Scientists are bringing 3D printing to the moon as part of the MOONRISE project. The aim is to research how we can use lasers to create landing pads, roads or buildings from lunar dust, also known as regolith.
The NanoFF project follows on seamlessly from the NanoFF-DeKon phase B study and is a project funded by the German Aerospace Center. A 2U CubeSat with a propulsion system is to be developed. After the successful qualification of the satellite, two flight models are to be launched into a sun-synchronous orbit in order to carry out formation flight maneuvers there. The primary mission objective is to fly a helix orbit.
In the QUEEN joint project, the Technical University of Berlin (TUB) and the Ferdinand Braun Institute, Leibniz Institute for High Frequency Technology (FBH) are investigating the applicability of optical quantum technologies on nanosatellites. The central subject is micro-integrated diode lasers and electro-optical components as part of an optical frequency reference unit as well as the satellite platform, which provides the necessary infrastructure for these payload elements in space.
With QUICK³ (QUantum photonIsChe Komponenten für sichere Kommunikation mit Kleinsatelliten), we are developing a single photon source based on a fluorescent defect in the 2D material hexagonal boron nitride and evaluating its functionality in space on a 3U CubeSat. The photon source is also coupled with a quantum interferometer, which we can use to test advanced quantum theories in micro gravity. In the long term, we are also examining hybrid systems in which we couple the quantum light source with quantum memories.
The protection of system-critical infrastructure (KRITIS) is of great importance against the background of technological progress and the associated digitization of entire economic sectors and the networking of international economies. The RACCOON system (Robust And secure post quantum COmmunication for critical iNfrastructure) proposed is intended to enable global transmission of security keys via a secure and robust communication system suitable for use on small satellites.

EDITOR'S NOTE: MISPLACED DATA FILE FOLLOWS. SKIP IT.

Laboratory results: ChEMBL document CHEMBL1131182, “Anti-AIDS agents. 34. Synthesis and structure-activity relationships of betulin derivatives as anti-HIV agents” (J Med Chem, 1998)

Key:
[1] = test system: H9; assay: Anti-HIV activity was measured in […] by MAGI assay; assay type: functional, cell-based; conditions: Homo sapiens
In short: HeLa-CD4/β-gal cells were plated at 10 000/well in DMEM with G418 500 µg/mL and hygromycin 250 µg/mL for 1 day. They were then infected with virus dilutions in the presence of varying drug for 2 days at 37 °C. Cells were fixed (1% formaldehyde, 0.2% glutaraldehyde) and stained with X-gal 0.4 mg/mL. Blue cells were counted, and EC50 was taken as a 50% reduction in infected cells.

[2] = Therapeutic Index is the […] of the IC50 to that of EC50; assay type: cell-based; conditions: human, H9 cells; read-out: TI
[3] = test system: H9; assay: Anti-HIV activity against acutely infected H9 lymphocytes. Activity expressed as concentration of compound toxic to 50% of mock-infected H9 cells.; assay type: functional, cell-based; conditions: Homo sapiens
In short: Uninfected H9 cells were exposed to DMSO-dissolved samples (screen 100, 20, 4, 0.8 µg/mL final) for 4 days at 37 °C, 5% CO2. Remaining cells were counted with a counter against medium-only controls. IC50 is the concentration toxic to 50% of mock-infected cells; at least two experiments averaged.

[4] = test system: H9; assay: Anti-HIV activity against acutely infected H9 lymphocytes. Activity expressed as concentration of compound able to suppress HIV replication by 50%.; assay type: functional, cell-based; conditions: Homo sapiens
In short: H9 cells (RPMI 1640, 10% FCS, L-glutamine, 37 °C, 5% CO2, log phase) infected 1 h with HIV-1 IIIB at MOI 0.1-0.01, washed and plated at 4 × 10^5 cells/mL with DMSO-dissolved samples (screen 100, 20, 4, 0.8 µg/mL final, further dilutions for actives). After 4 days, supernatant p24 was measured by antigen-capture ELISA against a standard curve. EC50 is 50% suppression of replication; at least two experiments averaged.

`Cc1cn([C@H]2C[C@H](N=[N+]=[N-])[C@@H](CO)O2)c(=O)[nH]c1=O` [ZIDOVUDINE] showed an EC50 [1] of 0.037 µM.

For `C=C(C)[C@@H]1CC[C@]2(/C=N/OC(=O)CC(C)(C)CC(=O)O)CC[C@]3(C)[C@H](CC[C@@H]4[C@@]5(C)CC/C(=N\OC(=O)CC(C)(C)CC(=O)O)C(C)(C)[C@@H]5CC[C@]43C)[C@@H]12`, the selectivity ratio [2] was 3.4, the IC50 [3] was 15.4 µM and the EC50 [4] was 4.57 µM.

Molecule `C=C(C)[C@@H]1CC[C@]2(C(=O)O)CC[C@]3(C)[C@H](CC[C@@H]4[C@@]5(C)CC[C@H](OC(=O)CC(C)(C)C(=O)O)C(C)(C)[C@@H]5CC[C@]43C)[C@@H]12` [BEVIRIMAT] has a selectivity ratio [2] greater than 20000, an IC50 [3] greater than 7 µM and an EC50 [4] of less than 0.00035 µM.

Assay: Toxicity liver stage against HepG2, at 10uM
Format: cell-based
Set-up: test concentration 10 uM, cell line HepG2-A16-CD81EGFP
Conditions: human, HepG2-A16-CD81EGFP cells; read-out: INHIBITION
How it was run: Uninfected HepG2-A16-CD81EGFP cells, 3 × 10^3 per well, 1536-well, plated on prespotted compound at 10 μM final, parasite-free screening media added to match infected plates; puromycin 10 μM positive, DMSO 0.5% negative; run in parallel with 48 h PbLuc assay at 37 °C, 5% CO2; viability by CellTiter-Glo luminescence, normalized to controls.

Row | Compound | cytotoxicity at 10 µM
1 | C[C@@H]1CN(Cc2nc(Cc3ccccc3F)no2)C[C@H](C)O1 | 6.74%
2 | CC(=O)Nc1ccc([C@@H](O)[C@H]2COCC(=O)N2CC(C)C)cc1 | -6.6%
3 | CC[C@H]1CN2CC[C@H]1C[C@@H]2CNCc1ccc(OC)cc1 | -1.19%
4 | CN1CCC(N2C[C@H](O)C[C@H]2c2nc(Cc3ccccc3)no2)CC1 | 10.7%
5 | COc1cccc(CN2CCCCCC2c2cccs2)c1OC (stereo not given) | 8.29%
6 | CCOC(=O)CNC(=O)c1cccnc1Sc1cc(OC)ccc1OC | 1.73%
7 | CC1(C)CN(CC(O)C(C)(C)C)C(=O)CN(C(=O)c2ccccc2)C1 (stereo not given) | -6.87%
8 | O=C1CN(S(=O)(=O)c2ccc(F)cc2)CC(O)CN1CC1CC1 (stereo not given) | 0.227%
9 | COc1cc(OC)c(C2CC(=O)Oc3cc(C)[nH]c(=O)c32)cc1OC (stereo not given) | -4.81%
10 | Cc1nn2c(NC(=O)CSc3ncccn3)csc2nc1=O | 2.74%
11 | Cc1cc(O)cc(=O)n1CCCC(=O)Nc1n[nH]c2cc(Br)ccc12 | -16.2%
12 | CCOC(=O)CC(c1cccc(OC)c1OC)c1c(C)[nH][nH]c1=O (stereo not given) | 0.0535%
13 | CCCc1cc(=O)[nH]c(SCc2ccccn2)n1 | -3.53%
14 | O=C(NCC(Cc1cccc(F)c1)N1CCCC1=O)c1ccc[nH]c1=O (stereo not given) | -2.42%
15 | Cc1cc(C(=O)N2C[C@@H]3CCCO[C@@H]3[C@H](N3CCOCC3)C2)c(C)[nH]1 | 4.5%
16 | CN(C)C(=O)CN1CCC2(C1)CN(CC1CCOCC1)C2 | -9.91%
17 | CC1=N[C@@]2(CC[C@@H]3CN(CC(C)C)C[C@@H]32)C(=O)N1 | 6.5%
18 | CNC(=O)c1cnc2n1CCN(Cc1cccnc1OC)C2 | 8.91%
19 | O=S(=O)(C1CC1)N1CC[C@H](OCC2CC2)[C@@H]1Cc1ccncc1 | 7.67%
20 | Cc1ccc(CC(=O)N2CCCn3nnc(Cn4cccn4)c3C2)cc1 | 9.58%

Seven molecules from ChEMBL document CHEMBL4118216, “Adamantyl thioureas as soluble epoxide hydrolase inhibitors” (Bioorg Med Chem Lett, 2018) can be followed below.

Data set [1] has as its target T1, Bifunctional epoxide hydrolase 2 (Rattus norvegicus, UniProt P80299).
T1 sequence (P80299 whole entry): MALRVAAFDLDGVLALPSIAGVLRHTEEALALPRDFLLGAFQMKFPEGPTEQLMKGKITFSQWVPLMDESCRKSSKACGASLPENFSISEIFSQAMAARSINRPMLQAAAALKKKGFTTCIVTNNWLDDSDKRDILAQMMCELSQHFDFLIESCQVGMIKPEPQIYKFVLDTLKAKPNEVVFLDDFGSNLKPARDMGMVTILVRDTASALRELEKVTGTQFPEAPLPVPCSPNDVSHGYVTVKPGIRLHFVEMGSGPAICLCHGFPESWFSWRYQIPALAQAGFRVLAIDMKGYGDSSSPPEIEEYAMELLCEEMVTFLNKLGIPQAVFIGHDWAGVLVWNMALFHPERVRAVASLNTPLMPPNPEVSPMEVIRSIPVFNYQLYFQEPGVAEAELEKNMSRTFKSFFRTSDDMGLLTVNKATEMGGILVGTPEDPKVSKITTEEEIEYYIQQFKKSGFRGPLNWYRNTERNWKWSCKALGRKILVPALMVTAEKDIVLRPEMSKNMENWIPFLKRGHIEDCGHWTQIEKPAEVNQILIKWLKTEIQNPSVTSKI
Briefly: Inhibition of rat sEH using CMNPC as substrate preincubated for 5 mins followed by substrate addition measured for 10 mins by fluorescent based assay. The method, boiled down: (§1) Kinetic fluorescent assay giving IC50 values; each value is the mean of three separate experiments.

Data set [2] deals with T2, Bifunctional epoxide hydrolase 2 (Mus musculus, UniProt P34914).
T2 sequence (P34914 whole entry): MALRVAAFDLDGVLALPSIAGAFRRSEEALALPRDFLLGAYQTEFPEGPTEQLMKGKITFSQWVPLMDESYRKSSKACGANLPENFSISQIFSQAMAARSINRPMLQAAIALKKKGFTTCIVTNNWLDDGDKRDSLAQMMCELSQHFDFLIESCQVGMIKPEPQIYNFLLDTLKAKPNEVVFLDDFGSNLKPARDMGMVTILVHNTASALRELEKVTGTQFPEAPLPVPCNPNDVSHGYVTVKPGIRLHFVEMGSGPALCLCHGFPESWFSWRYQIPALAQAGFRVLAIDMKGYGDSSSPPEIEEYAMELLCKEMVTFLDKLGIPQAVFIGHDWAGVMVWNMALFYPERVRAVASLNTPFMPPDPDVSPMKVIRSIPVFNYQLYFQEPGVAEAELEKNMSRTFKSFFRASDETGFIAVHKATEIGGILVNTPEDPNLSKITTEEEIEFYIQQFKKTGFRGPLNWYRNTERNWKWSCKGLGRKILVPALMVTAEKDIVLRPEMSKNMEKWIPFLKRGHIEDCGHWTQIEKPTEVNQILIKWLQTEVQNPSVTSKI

RAGGA builds on the DLR project REGGAE, in which gecko materials have already been tested on the ISS. In REGGAE, the target was levitating, but not tumbling. The goal of RAGGA is to develop a solution concept for ADR and to demonstrate this step by step.
S-NET OPS builds on the successful implementation of the S-NET mission and extends satellite operation for long-term analyses. The main work includes mission operation and mission planning, the scientific evaluation of the telemetry and status data from the payloads and the subsystems and the upgrading of the ground station.
Local production of the solar cells on the moon from locally available raw materials (In-situ Resource Utilization, ISRU) would mean significant savings in transport costs (currently around 1 M€ /kg). Existing concepts for implementing this idea are based on the use of processes established on Earth that require the transport of extensive systems and consumables.
TUBIN (Technische Universität Berlin Infrared Nanosatellite) is a university satellite mission with the objective to demonstrate novel Earth remote sensing technologies for nanosatellites. Since power and size limitations prove prohibitive to accommodating cooled HgCdTe infrared detectors on a nanosatellite, TUBIN carries two uncooled microbolometer imagers. In addition, a third imager with sensitivity in the visible spectrum complements the infrared payload.